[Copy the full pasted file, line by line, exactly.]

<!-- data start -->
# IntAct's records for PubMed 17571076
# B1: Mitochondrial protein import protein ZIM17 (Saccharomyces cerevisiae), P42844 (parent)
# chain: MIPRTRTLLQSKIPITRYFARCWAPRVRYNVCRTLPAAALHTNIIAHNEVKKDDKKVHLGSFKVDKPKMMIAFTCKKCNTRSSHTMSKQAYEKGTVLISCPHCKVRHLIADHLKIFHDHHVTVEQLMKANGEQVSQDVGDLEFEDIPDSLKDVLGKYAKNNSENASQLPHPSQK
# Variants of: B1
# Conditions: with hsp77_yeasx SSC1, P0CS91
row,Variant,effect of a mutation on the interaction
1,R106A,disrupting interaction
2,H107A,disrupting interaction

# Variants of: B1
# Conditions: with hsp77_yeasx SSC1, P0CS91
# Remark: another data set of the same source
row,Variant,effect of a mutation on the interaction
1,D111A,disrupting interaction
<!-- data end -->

# IntAct's records for PubMed 17571076
# B1: Mitochondrial protein import protein ZIM17 (Saccharomyces cerevisiae), P42844 (parent)
# chain: MIPRTRTLLQSKIPITRYFARCWAPRVRYNVCRTLPAAALHTNIIAHNEVKKDDKKVHLGSFKVDKPKMMIAFTCKKCNTRSSHTMSKQAYEKGTVLISCPHCKVRHLIADHLKIFHDHHVTVEQLMKANGEQVSQDVGDLEFEDIPDSLKDVLGKYAKNNSENASQLPHPSQK
# Variants of: B1
# Conditions: with hsp77_yeasx SSC1, P0CS91
row,Variant,effect of a mutation on the interaction
1,R106A,disrupting interaction
2,H107A,disrupting interaction

# Variants of: B1
# Conditions: with hsp77_yeasx SSC1, P0CS91
# Remark: another data set of the same source
row,Variant,effect of a mutation on the interaction
1,D111A,disrupting interaction